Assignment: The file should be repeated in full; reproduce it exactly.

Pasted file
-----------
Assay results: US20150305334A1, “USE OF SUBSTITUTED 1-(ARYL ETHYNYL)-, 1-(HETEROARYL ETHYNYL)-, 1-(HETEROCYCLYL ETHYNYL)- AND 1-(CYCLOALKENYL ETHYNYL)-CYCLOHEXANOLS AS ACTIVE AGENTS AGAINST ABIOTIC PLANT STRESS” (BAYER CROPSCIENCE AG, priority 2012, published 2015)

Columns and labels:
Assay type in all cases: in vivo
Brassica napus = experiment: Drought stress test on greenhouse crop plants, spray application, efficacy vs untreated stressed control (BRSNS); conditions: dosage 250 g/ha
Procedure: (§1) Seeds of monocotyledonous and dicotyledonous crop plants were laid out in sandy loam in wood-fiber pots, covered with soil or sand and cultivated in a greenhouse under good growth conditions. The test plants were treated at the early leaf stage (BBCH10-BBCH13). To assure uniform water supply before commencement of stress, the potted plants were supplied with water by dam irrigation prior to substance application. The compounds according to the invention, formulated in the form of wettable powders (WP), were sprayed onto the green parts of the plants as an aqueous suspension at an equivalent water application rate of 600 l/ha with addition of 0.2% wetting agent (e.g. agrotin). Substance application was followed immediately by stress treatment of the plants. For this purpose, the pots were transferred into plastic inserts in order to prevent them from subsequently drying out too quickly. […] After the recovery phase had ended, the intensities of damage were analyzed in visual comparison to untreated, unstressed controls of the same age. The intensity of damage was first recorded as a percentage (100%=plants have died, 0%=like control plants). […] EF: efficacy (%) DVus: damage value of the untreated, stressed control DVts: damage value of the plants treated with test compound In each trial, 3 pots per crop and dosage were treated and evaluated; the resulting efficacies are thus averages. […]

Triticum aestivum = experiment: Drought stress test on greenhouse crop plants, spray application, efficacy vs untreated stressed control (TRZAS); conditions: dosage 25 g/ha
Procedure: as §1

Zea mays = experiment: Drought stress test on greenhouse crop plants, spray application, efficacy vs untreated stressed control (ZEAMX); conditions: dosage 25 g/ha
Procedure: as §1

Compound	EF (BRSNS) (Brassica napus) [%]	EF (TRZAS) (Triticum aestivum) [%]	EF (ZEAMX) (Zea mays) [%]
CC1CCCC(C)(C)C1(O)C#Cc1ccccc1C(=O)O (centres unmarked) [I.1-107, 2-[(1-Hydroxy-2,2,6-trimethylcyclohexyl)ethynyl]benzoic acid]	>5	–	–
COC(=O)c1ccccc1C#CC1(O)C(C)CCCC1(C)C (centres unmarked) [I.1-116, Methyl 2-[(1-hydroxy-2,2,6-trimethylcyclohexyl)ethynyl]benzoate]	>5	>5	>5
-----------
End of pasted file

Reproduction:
Assay results: US20150305334A1, “USE OF SUBSTITUTED 1-(ARYL ETHYNYL)-, 1-(HETEROARYL ETHYNYL)-, 1-(HETEROCYCLYL ETHYNYL)- AND 1-(CYCLOALKENYL ETHYNYL)-CYCLOHEXANOLS AS ACTIVE AGENTS AGAINST ABIOTIC PLANT STRESS” (BAYER CROPSCIENCE AG, priority 2012, published 2015)

Columns and labels:
Assay type in all cases: in vivo
Brassica napus = experiment: Drought stress test on greenhouse crop plants, spray application, efficacy vs untreated stressed control (BRSNS); conditions: dosage 250 g/ha
Procedure: (§1) Seeds of monocotyledonous and dicotyledonous crop plants were laid out in sandy loam in wood-fiber pots, covered with soil or sand and cultivated in a greenhouse under good growth conditions. The test plants were treated at the early leaf stage (BBCH10-BBCH13). To assure uniform water supply before commencement of stress, the potted plants were supplied with water by dam irrigation prior to substance application. The compounds according to the invention, formulated in the form of wettable powders (WP), were sprayed onto the green parts of the plants as an aqueous suspension at an equivalent water application rate of 600 l/ha with addition of 0.2% wetting agent (e.g. agrotin). Substance application was followed immediately by stress treatment of the plants. For this purpose, the pots were transferred into plastic inserts in order to prevent them from subsequently drying out too quickly. […] After the recovery phase had ended, the intensities of damage were analyzed in visual comparison to untreated, unstressed controls of the same age. The intensity of damage was first recorded as a percentage (100%=plants have died, 0%=like control plants). […] EF: efficacy (%) DVus: damage value of the untreated, stressed control DVts: damage value of the plants treated with test compound In each trial, 3 pots per crop and dosage were treated and evaluated; the resulting efficacies are thus averages. […]

Triticum aestivum = experiment: Drought stress test on greenhouse crop plants, spray application, efficacy vs untreated stressed control (TRZAS); conditions: dosage 25 g/ha
Procedure: as §1

Zea mays = experiment: Drought stress test on greenhouse crop plants, spray application, efficacy vs untreated stressed control (ZEAMX); conditions: dosage 25 g/ha
Procedure: as §1

Compound	EF (BRSNS) (Brassica napus) [%]	EF (TRZAS) (Triticum aestivum) [%]	EF (ZEAMX) (Zea mays) [%]
CC1CCCC(C)(C)C1(O)C#Cc1ccccc1C(=O)O (centres unmarked) [I.1-107, 2-[(1-Hydroxy-2,2,6-trimethylcyclohexyl)ethynyl]benzoic acid]	>5	–	–
COC(=O)c1ccccc1C#CC1(O)C(C)CCCC1(C)C (centres unmarked) [I.1-116, Methyl 2-[(1-hydroxy-2,2,6-trimethylcyclohexyl)ethynyl]benzoate]	>5	>5	>5